CASPER, Wyo. — Wyoming Governor Mark Gordon supports Grand Teton National Park’s decision to move away from aerial gunning of mountain goats under their management plan for the non-native species.
Grand Teton’s new approach will “include the use of qualified volunteers to assist in ground-based lethal removal activities, and allow for the donation and distribution of mountain goat meat that results from lethal removal activities.”
“The National Park Service will develop a program to integrate qualified volunteers with its management program,” the NPS says.
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Gordon’s office says the changes “came after the governor called for a halt to the aerial gunning of goats to reduce their numbers.”
“I am delighted that Grand Teton National Park officials have chosen to take a different, more sensible approach to addressing this important wildlife management issue,” Gordon said in the release. “From the very beginning we have expressed our desire to partner with the Park to find a solution that achieves management objectives for this population and respects Wyoming values.”
Gordon’s office said that mountain goats compete with bighorn sheep in Grand Teton “for limited, high-elevation habitat and may spread disease to the important, native sheep herd.”
“In February 2020, Governor Gordon was vocal in his opposition to the original plan, which relied on aerial gunning as the primary population reduction method,” the release adds. “In communications to both acting Grand Teton Park Superintendent Gopaul Noojibail, and Secretary of the Interior David Bernhardt, the Governor criticized the Park Service’s choice to ‘act unilaterally aerially executing mountain goats over the State of Wyoming’s Objections.’”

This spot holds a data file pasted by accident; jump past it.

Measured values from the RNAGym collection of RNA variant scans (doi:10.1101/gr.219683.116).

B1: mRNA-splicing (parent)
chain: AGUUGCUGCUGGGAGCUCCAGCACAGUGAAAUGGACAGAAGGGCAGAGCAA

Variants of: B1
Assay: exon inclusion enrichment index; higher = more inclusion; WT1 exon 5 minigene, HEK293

Gordon’s office said that the Wyoming Game & Fish Commission agreed with his position and “adamantly recommended volunteers play a role in the operation.”
“The Commission passed a resolution in Jan. 2020 condemning the use of aerial gunning to manage goats and urged Grand Teton to use skilled volunteers as the removal method,” the release adds. “In a letter that same month, Brian Nesvik, Director of the Wyoming Game and Fish Department, made the same recommendation.”
Nesvik also expressed support for Grand Teton’s new approach.
“The use of qualified volunteers underscores how public participation is a key tenant of how wildlife is managed in Wyoming,” Nesvik said in the release. “The opportunity for the public to aid in the reduction of mountain goats — a wildlife management action — is essential to our state and reflective of the high-value we place on the wildlife resource.”